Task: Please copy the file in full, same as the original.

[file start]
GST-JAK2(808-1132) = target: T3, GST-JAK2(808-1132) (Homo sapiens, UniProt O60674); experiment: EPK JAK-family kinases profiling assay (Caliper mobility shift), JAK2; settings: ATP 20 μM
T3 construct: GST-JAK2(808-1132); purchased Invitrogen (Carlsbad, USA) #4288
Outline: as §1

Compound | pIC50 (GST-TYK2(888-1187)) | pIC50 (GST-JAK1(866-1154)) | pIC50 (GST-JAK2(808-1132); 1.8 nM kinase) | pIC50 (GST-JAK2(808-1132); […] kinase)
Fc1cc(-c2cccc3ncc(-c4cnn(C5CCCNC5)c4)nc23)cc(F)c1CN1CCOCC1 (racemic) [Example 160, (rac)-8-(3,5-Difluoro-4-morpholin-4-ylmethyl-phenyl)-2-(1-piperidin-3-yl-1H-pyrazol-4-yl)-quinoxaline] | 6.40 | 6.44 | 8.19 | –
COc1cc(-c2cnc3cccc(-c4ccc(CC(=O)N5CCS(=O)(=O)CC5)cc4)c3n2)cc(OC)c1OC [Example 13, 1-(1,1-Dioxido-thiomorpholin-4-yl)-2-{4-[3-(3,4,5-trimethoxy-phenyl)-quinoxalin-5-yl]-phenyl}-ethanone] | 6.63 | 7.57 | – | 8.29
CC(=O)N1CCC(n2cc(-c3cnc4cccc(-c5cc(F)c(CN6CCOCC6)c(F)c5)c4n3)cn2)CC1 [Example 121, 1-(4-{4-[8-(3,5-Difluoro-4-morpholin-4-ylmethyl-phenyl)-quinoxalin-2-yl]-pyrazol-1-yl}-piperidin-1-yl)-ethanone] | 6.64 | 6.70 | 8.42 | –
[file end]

GST-JAK2(808-1132) = target: T3, GST-JAK2(808-1132) (Homo sapiens, UniProt O60674); experiment: EPK JAK-family kinases profiling assay (Caliper mobility shift), JAK2; settings: ATP 20 μM
T3 construct: GST-JAK2(808-1132); purchased Invitrogen (Carlsbad, USA) #4288
Outline: as §1

Compound | pIC50 (GST-TYK2(888-1187)) | pIC50 (GST-JAK1(866-1154)) | pIC50 (GST-JAK2(808-1132); 1.8 nM kinase) | pIC50 (GST-JAK2(808-1132); […] kinase)
Fc1cc(-c2cccc3ncc(-c4cnn(C5CCCNC5)c4)nc23)cc(F)c1CN1CCOCC1 (racemic) [Example 160, (rac)-8-(3,5-Difluoro-4-morpholin-4-ylmethyl-phenyl)-2-(1-piperidin-3-yl-1H-pyrazol-4-yl)-quinoxaline] | 6.40 | 6.44 | 8.19 | –
COc1cc(-c2cnc3cccc(-c4ccc(CC(=O)N5CCS(=O)(=O)CC5)cc4)c3n2)cc(OC)c1OC [Example 13, 1-(1,1-Dioxido-thiomorpholin-4-yl)-2-{4-[3-(3,4,5-trimethoxy-phenyl)-quinoxalin-5-yl]-phenyl}-ethanone] | 6.63 | 7.57 | – | 8.29
CC(=O)N1CCC(n2cc(-c3cnc4cccc(-c5cc(F)c(CN6CCOCC6)c(F)c5)c4n3)cn2)CC1 [Example 121, 1-(4-{4-[8-(3,5-Difluoro-4-morpholin-4-ylmethyl-phenyl)-quinoxalin-2-yl]-pyrazol-1-yl}-piperidin-1-yl)-ethanone] | 6.64 | 6.70 | 8.42 | –